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Natural Hazards

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  1. Natural Hazards Malservisi@geophysik.uni-muenchen.de Presentation on line at: www.geophysik.uni-muenchen.de/~malservisi/classes/NaturalHazards.htm

  2. Class schedule:

  3. NATURAL HAZARDS ?? A natural process that poses a threat to human life or property

  4. List of Natural Hazards on whiteboard

  5. Natural Hazards Global Effects All these events can have a big impact both socially and economically on the affect societies and environment. Many times they have a global effects. Some of global effects can be extreme: Cretaceous Extinction: Asteroid impact and Volcanism; 85% of all species died in the End-Cretaceous (K-T, 65 million years ago) extinction. Permian Mass Extinction: Cause not really know but probably associated with Climate Fluctuation, Glaciations of Gondwana and formation of Pangaea, or Volcanic Activity. 95% of marine species became extinct!!

  6. Natural Hazards Global Effects Examples of global effect: Toba (Sumatra, Indonesia) eruption ~75000 years ago. Probably 5C global average decrease in temperature (combined with ice age). Population of Homo Sapiens From >100000 to <2000 Genetic bottleneck

  7. Natural Hazards Global Effects All these events can have a big impact both socially and economically on the affect societies and environment. Many times they have a global effects. Some of global effects can be extreme: Cretaceous Extinction: Asteroid impact and Volcanism; 85% of all species died in the End-Cretaceous (K-T, 65 million years ago) extinction. Permian Mass Extinction: Cause not really know but probably associated with Climate Fluctuation, Glaciations of Gondwana and formation of Pangaea, or Volcanic Activity. 95% of marine species became extinct!!

  8. Natural Hazards Global Effects Examples of global effect: Toba (Sumatra, Indonesia) eruption ~75000 years ago. Probably 5C global average decrease in temperature (combined with ice age). Population of Homo Sapiens From >100000 to <2000 Genetic bottleneck

  9. Natural Hazards Global Effects Examples of global effect: Laki (Iceland) eruption 1783: 75% of livestock in Iceland died; 25% of the Iceland population died for the following famine; fluorine poisoning of animals as far away as Britain; ~1.5C diminution of the average year temperature in US and Europe (France Revolution??)

  10. Natural Hazards Global Effects • Examples of global effect: • Santorini eruption+tsunami 1645 BC: Destruction of the Minonian culture (legend of Atlantis?) • Tambora, Indonesia 1815, average decrease of temperature in northern hemisphere ~0.7C; 1816 “year without summer” (snow in July in Washington DC). • ChiChi Earthquake, Taiwan 1999: • prices of computers chips double worldwide for few months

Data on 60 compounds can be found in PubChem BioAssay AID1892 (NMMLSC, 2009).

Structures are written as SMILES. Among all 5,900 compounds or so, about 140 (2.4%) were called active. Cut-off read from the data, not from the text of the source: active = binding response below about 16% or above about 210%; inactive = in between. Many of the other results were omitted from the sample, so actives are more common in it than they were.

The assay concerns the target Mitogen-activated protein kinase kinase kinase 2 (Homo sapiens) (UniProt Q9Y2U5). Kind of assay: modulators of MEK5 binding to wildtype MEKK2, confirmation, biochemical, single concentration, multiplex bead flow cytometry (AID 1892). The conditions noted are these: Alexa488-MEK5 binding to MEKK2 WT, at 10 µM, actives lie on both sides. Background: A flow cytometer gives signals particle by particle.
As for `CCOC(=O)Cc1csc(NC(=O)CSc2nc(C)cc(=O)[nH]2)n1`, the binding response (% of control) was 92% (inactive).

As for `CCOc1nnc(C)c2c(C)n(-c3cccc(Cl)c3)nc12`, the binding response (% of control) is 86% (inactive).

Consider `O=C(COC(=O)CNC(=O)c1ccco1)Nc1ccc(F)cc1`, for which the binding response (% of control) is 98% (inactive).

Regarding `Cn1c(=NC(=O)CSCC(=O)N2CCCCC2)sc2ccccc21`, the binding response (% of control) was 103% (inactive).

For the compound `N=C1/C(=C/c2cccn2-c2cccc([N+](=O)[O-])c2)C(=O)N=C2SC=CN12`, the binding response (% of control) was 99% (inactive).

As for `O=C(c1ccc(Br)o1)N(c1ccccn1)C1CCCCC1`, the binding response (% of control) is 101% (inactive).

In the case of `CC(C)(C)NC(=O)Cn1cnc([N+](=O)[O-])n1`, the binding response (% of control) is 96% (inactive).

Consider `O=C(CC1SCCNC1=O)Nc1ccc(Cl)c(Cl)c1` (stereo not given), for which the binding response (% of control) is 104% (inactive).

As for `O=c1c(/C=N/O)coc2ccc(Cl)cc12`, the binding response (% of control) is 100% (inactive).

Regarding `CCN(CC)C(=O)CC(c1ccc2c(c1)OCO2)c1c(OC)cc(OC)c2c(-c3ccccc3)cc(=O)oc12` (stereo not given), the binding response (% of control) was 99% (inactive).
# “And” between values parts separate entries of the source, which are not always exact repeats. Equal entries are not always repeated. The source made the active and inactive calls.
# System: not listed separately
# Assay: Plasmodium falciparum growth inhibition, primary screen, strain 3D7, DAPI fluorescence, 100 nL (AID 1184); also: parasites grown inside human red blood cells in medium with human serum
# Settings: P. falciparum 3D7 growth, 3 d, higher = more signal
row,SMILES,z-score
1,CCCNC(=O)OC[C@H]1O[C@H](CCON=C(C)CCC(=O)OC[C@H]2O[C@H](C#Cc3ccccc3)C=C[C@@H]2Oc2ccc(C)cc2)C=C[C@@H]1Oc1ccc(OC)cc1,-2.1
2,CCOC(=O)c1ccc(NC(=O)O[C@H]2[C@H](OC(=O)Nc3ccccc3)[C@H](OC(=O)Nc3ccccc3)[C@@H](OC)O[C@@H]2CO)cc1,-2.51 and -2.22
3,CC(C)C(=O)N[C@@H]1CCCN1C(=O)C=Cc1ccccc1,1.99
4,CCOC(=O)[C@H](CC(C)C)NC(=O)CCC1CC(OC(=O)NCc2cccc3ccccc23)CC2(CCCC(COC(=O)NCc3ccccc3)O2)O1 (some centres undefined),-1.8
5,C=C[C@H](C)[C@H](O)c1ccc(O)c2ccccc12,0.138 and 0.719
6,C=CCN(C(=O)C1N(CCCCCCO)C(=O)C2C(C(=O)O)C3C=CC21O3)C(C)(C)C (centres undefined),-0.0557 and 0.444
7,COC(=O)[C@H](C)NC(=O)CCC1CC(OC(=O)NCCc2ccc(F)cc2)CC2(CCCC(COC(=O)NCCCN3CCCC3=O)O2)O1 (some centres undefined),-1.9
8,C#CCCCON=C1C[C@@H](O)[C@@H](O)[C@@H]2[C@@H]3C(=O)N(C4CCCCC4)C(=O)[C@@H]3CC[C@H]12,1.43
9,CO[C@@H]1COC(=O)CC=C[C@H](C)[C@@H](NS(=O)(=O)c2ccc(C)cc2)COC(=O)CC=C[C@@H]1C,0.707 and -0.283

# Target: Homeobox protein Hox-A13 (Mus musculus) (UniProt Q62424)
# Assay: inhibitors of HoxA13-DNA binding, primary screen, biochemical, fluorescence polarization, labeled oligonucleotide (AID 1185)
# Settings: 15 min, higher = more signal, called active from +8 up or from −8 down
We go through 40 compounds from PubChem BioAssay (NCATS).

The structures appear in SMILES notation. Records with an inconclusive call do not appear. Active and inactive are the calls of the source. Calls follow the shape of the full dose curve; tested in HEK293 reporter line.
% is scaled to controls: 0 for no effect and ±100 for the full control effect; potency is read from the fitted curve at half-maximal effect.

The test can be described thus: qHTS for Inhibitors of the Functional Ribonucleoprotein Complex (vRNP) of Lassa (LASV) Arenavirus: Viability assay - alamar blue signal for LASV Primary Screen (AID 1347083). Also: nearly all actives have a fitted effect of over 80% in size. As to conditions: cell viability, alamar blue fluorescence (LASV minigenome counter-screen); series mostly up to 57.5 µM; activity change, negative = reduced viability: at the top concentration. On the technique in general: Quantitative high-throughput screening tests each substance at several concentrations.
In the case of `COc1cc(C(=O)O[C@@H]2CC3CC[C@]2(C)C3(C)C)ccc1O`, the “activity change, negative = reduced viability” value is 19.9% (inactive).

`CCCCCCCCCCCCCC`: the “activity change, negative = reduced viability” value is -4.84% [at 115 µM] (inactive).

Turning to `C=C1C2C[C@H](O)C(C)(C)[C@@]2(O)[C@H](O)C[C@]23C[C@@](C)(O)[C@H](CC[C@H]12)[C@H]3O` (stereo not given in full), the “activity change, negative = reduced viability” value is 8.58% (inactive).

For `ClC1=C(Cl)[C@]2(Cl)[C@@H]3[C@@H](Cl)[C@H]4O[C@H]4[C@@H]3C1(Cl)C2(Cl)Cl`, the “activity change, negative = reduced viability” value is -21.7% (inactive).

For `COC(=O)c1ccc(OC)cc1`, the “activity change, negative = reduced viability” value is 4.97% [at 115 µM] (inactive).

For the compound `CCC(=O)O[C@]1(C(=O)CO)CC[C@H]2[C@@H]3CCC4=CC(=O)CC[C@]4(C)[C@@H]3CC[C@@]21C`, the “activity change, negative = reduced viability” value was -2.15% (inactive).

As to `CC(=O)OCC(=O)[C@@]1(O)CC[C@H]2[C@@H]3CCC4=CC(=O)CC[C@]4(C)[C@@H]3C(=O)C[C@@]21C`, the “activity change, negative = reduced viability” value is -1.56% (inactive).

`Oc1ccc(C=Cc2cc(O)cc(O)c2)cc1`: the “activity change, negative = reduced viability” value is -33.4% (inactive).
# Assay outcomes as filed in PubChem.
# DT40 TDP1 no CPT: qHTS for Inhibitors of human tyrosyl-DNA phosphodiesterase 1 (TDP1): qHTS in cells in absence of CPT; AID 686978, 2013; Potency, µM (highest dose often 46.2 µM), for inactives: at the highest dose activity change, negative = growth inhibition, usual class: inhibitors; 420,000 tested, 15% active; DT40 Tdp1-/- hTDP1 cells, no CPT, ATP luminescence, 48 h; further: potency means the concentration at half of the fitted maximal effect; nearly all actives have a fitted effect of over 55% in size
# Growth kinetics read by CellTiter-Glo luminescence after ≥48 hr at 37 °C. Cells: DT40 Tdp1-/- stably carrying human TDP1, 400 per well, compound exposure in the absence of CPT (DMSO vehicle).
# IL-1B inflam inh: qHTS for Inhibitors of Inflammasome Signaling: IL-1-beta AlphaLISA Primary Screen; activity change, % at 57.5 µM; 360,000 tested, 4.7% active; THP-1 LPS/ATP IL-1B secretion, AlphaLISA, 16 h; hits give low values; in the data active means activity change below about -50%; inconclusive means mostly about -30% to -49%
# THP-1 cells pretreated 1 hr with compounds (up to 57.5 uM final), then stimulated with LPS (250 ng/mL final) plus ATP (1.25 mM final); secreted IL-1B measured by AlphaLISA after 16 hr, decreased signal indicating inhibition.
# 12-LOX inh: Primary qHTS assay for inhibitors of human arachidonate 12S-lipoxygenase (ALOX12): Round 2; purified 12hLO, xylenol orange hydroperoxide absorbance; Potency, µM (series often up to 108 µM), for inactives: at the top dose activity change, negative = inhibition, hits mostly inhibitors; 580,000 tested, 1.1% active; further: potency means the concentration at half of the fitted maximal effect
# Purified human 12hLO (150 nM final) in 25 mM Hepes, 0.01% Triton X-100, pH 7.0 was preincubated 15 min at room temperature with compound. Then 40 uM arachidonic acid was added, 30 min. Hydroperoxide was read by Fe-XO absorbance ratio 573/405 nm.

11. Number of Disasters • 10 or more people reported killed • 100 people reported affected • declaration of a state of emergency • call for international assistance Bias: International database created in 1980s IMPORTANT!!! This does not means that the number of events are increasing (the number of earthquake for example is constant) but the effects on human activity are increasing!!

  12. Number of Disasters Another bias: Disasters are related. For example the casualty of december 2004 are listed as tsunami (should we count them as earthquake?). The casualty of 1998 Papa New Guinea are listed as earthquake since majority of damages were related to the earthquake, but the majority of the victims were related to a tsunami generated by a landslide generated by the earthquake.

  13. How much different hazards affects our society?

  14. Total damages costs since 1900 Wave Drought Volcano Extreme Temp Storm Flood Slide Earthquake For all the natural hazard the global costs have been increasing

  15. Total damages costs since 1900 Wave Drought Volcano Extreme Temp Storm Flood Slide Earthquake In term of costs Earthquakes, Tropical Storms, and Floods are the most expensive “geological” hazards Epidemic and Famine have been historically the most devastating in term of casualty Plague in middle age killed 1 every 3 european, Spanish Flu Pandemic 1920 30 million

  16. Total damages vs Population Increase in total damages correlate well with increase in population

  17. Where do the Hazard Happens?

  18. Geographical Distribution Earthquake Risk Volcanoes Tornado Storms Almost all the areas of the planet are affected by some kind of hazard Stable interior of continent more “safe” but often not suitable to life

  19. Population distribution vs Risk map

  20. Population distribution vs Risk map The human population is concentrated in “risky areas” We need water, topography is controlling the hydrological cycle Often river flows in valleys controlled by fault position Rivers are more “manageable” in flat costal regions. Stable interiors of continents are often deserts. We need soil: volcanoes produce excellent fertile soil. Water and plants are essential in soil formations (see point 1). River flood Planes have excellent soil brought by periodic floods We need communications way: flat costal areas are often the only suitable regions to build houses and roads. We are too many and we start to build in places where we should not Build and our ancestor were not building (river banks, beaches…)

  21. Population distribution vs Risk map Active tectonic is a necessity to have a planet where we can live! We live in a dangerous planet but probably there is life On Earth because our planet is dangerous!